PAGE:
According to data released this morning by the ABS, in January the amount of employed Australians fell by 3,600, seasonally adjusted. This is a reversal of last year’s trend when Australia’s workforce expanded by more than 300,000. However, thanks to a fall in the participation rate, the official unemployment rate fell by 0.1% to another record low of 4.5%.

This result, if correct, signifies a further tightening of the labour market which must concern the RBA. But, as we’ve said before, this number is likely a significant understatement of unutilised labour.

Meanwhile, the big miners are officially swimming in cash and, like all great champions, Rio Tinto’s and BHP’s respective bosses are departing while at the top of their game.

Late last week, Rio Tinto’s retiring CEO, Leigh Clifford, reported a yearly profit of more than $9 billion, up a hefty 43% for 2006. Yesterday, BHP Billiton’s own retiring chief executive Chip Goodyear reported its seventh successive record half-year profit of $8 billion.

These results show that the commodity boom is far from over and, indeed, mining share prices at present do not fully reflect the existing commodity prices.

BHP could think of little more to do with the cash than to buy back its own shares, announcing a massive $13 billion share buyback over the next 18 months. Goodyear was eager to highlight that his departure, along with the hefty return of funds, will not limit BHP’s ability to pursue sizable acquisitions: “With regard to significant M&A, it is by no means on hold,” Goodyear said.

With such a track record, Henry doesn’t doubt Chip’s confidence.

Goodyear’s confidence was such that he also took on what is usually considered to be the industry’s Achilles heel – carbon emissions. Responding to calls from union leader Tony Maher for an increase in spending on ways to decrease emissions, Goodyear said BHP was committed to the cause: “We’ve been investing in the R and D (research and development) aspects of clean coal technology, and we’ve been heavily involved in carbon trading in Europe … which we manage out of the Hague.”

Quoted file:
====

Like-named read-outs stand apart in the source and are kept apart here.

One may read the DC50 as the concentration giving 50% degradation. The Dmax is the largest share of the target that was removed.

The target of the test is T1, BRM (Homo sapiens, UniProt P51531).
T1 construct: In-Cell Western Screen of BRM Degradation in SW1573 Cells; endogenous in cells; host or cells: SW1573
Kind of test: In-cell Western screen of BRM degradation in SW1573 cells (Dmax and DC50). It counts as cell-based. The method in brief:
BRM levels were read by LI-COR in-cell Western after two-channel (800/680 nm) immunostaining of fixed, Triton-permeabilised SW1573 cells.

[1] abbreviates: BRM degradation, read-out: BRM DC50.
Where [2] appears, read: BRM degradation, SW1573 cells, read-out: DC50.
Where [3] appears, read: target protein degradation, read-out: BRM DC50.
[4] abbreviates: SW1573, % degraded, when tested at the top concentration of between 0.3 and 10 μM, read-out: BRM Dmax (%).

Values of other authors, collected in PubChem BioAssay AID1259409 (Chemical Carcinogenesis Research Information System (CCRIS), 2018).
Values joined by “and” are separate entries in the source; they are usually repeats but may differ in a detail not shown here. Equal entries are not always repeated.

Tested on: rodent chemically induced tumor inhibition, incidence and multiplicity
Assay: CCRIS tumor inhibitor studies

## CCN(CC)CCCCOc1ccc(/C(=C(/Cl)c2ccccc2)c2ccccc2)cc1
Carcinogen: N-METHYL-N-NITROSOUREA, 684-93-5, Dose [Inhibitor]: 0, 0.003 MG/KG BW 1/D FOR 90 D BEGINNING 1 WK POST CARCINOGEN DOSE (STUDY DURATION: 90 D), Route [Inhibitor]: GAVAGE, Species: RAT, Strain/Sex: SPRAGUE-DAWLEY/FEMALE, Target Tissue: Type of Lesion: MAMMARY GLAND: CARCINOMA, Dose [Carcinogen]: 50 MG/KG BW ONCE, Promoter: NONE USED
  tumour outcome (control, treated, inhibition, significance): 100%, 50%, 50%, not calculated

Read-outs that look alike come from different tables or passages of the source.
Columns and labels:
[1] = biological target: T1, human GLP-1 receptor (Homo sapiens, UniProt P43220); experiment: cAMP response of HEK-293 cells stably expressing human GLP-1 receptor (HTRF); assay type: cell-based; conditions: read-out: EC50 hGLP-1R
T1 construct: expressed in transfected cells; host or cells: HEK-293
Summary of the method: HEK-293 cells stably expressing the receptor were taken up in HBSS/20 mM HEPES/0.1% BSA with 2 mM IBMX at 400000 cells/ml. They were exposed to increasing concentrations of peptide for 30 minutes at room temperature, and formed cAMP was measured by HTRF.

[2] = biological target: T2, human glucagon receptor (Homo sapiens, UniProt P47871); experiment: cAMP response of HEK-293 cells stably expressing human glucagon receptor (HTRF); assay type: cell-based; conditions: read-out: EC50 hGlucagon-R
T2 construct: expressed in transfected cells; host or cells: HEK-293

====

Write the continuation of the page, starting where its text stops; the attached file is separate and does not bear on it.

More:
Goodyear also hinted that the company’s new climate change policy, to be released in June, will strongly support an emissions trading scheme: “To have an economic system where we can price carbon and allow parties to put a value on it on an international basis is something that makes a whole lot of sense.”

It is unclear whether Goodyear supported the prospect of Australia going it alone on such a scheme, or whether BHP would support us waiting on the creation of a global scheme, but the hyperbole was promising.

The first issues paper released by the PM’s task group on emissions trading warns of the consequences of inaction (see graph here) but, according to background papers prepared for the PM’s taskforce on emissions trading, we could still be decades away from an effective market-based global trading scheme.

This may mean we are at a standstill with regard to implementing effective emissions-reducing policies – a sorry state given that, according to a Morgan Poll from last year, 71% of Australians say that “if we don’t act now, it will be too late”.

Read more at Henry Thornton.